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Info all about japan

Discussion in 'Random Images' started by junshibuya, Jun 2, 2008.

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    junshibuya Post Hunter Banned User

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    Nishiki Market, Kyoto - Shops

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    Kyoto is known for its many culinary delicacies, and you'll find most of them at Nishiki. Meandering through the arcade one can easily be overwhelmed by the sights, the sounds and the smells of the market.

    Fishmongers are barking out "Irasshaimase" (welcome!), while the lively chatter of housewives provides an auditory backdrop. The enticing aromas of roasted tea and chestnuts waft through the air, competing with deep-fried soy milk doughnuts and freshly grilled unagi. The sensory input may be intense, but a trip to Nishiki is a must for any food afficianado visiting Kyoto.

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    While the massive Tsukiji market in Tokyo can be confusing and exhausting, Nishiki is more human in scale. The narrow shopping arcade is only 400 meters in length, with just over 100 vendors.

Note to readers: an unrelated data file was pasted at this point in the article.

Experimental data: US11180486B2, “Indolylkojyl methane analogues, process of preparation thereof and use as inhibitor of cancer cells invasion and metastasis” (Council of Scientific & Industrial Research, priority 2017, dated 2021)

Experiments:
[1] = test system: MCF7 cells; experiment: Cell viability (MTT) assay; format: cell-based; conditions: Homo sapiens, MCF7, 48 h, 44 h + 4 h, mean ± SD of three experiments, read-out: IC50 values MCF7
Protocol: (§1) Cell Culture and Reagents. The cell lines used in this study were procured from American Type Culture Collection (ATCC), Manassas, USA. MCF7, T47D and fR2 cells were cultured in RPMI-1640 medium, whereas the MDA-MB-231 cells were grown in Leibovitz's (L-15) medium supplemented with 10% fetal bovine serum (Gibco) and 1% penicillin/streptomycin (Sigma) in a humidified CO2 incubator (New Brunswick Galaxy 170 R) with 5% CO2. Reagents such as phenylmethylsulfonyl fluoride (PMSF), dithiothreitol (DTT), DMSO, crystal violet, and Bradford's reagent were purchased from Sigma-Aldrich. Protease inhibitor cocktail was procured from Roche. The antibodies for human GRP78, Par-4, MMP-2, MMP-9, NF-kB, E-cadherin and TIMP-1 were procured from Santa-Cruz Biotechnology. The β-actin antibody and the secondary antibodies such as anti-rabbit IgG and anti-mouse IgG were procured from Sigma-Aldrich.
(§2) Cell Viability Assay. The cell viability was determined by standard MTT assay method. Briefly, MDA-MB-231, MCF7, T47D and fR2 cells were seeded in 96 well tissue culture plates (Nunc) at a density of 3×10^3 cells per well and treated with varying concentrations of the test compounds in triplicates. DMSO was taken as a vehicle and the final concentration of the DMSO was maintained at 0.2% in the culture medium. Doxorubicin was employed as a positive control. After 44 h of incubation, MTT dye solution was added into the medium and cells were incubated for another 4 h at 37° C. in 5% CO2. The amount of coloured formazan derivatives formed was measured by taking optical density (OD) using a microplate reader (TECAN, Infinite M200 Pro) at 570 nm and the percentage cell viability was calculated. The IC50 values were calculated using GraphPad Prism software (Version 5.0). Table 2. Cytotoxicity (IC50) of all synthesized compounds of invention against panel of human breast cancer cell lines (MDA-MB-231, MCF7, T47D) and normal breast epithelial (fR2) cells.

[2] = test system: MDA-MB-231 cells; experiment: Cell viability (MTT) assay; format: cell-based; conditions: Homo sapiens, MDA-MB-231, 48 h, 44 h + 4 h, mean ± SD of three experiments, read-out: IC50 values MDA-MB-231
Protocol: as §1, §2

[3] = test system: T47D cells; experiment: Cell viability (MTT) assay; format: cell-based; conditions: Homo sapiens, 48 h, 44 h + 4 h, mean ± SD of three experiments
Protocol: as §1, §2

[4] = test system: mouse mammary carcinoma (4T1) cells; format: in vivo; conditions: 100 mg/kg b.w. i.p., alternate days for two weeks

The history of the market goes back 400 years, and many of the stores you'll see have been here through several generations. And unlike department store food floors, with their gourmet food products from around the world, almost everything you'll find at Nishiki is locally produced and procured.

    This page will give you a quick overview of the market, and the next page will introduce some of the Nishiki market's most interesting shops.

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    Nishiki Market, Kyoto

    one block N of Shijo, running W from Teramachi

    Open daily
    Text copyright (c) 2005 Yukari Pratt. Photos copyright (c) 2005 Robb Satterwhite

    link : http://www.bento.com/phgal-kyotomarket.html
     
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    junshibuya Post Hunter Banned User

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    [align=center]Shin-Yokohama Ramen Museum [/align]

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    Japan is a country filled with ramen fans, ramen connoisseurs, and certifiable ramen maniacs, and now the city of Yokohama has opened an entire museum devoted to the ubiquitous Chinese noodle. More than just an ordinary museum, it's also part historical theme park and part hyper-specialized restaurant mall. And, unlike your usual dusty museum, it stays open till 11pm to accommodate hungry concertgoers returning from the nearby Yokohama Arena.